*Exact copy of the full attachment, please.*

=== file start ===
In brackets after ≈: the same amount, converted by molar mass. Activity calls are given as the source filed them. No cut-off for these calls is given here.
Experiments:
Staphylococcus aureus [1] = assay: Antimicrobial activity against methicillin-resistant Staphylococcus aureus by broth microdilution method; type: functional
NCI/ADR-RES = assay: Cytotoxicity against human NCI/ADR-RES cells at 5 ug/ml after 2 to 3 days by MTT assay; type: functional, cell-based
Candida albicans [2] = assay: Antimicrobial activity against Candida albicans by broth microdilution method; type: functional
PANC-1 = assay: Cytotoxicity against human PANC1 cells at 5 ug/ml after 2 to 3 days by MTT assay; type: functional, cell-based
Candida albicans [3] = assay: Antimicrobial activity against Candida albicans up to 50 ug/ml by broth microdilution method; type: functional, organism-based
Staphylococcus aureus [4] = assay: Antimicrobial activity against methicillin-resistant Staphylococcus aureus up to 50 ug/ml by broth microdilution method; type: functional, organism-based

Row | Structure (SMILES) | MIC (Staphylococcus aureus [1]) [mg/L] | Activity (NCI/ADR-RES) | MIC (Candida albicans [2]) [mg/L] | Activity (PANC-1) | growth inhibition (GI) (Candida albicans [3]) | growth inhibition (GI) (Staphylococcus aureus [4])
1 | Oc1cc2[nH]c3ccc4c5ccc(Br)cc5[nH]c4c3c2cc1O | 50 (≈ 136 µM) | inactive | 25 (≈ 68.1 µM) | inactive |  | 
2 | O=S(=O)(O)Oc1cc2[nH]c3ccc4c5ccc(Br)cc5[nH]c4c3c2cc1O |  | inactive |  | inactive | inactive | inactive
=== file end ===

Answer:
In brackets after ≈: the same amount, converted by molar mass. Activity calls are given as the source filed them. No cut-off for these calls is given here.
Experiments:
Staphylococcus aureus [1] = assay: Antimicrobial activity against methicillin-resistant Staphylococcus aureus by broth microdilution method; type: functional
NCI/ADR-RES = assay: Cytotoxicity against human NCI/ADR-RES cells at 5 ug/ml after 2 to 3 days by MTT assay; type: functional, cell-based
Candida albicans [2] = assay: Antimicrobial activity against Candida albicans by broth microdilution method; type: functional
PANC-1 = assay: Cytotoxicity against human PANC1 cells at 5 ug/ml after 2 to 3 days by MTT assay; type: functional, cell-based
Candida albicans [3] = assay: Antimicrobial activity against Candida albicans up to 50 ug/ml by broth microdilution method; type: functional, organism-based
Staphylococcus aureus [4] = assay: Antimicrobial activity against methicillin-resistant Staphylococcus aureus up to 50 ug/ml by broth microdilution method; type: functional, organism-based

Row | Structure (SMILES) | MIC (Staphylococcus aureus [1]) [mg/L] | Activity (NCI/ADR-RES) | MIC (Candida albicans [2]) [mg/L] | Activity (PANC-1) | growth inhibition (GI) (Candida albicans [3]) | growth inhibition (GI) (Staphylococcus aureus [4])
1 | Oc1cc2[nH]c3ccc4c5ccc(Br)cc5[nH]c4c3c2cc1O | 50 (≈ 136 µM) | inactive | 25 (≈ 68.1 µM) | inactive |  | 
2 | O=S(=O)(O)Oc1cc2[nH]c3ccc4c5ccc(Br)cc5[nH]c4c3c2cc1O |  | inactive |  | inactive | inactive | inactive